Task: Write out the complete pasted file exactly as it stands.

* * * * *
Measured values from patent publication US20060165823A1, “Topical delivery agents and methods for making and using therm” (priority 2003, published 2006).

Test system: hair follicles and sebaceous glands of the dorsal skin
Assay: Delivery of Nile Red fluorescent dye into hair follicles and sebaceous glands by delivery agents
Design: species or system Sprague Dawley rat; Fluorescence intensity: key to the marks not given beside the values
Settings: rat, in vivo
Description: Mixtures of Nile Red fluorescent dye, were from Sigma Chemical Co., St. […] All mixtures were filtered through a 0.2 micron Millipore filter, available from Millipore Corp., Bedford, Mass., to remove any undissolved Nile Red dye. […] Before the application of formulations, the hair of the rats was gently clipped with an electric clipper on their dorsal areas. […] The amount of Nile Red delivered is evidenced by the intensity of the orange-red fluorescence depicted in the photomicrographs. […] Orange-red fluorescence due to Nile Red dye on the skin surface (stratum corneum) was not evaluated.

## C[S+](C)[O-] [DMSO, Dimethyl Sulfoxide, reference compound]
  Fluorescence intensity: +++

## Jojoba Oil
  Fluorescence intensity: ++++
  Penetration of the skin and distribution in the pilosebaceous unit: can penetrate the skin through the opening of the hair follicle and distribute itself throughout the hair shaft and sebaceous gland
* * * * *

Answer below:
Measured values from patent publication US20060165823A1, “Topical delivery agents and methods for making and using therm” (priority 2003, published 2006).

Test system: hair follicles and sebaceous glands of the dorsal skin
Assay: Delivery of Nile Red fluorescent dye into hair follicles and sebaceous glands by delivery agents
Design: species or system Sprague Dawley rat; Fluorescence intensity: key to the marks not given beside the values
Settings: rat, in vivo
Description: Mixtures of Nile Red fluorescent dye, were from Sigma Chemical Co., St. […] All mixtures were filtered through a 0.2 micron Millipore filter, available from Millipore Corp., Bedford, Mass., to remove any undissolved Nile Red dye. […] Before the application of formulations, the hair of the rats was gently clipped with an electric clipper on their dorsal areas. […] The amount of Nile Red delivered is evidenced by the intensity of the orange-red fluorescence depicted in the photomicrographs. […] Orange-red fluorescence due to Nile Red dye on the skin surface (stratum corneum) was not evaluated.

## C[S+](C)[O-] [DMSO, Dimethyl Sulfoxide, reference compound]
  Fluorescence intensity: +++

## Jojoba Oil
  Fluorescence intensity: ++++
  Penetration of the skin and distribution in the pilosebaceous unit: can penetrate the skin through the opening of the hair follicle and distribute itself throughout the hair shaft and sebaceous gland